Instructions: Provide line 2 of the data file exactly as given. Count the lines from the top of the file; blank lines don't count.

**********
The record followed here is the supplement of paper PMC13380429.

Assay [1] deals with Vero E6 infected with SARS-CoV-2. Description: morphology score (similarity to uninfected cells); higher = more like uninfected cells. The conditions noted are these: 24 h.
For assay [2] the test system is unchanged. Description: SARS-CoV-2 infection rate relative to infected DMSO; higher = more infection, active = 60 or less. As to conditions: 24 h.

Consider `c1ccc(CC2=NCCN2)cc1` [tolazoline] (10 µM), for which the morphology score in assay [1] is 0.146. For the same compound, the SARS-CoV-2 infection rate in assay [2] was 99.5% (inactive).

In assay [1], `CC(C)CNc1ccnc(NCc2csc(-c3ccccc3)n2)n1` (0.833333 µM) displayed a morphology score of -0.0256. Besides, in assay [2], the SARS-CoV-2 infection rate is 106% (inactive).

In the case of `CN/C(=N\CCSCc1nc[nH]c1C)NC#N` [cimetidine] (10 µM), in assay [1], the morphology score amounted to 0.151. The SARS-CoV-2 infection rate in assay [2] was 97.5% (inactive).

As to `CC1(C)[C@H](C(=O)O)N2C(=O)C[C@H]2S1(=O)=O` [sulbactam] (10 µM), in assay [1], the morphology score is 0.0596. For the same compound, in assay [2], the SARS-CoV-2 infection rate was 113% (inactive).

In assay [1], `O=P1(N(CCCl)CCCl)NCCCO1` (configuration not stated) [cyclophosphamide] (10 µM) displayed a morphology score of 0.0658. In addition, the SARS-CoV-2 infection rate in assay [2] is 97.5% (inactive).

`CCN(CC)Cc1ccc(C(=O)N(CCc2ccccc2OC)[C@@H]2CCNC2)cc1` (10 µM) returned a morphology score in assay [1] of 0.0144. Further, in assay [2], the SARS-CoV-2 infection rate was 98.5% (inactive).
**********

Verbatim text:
Assay [1] deals with Vero E6 infected with SARS-CoV-2. Description: morphology score (similarity to uninfected cells); higher = more like uninfected cells. The conditions noted are these: 24 h.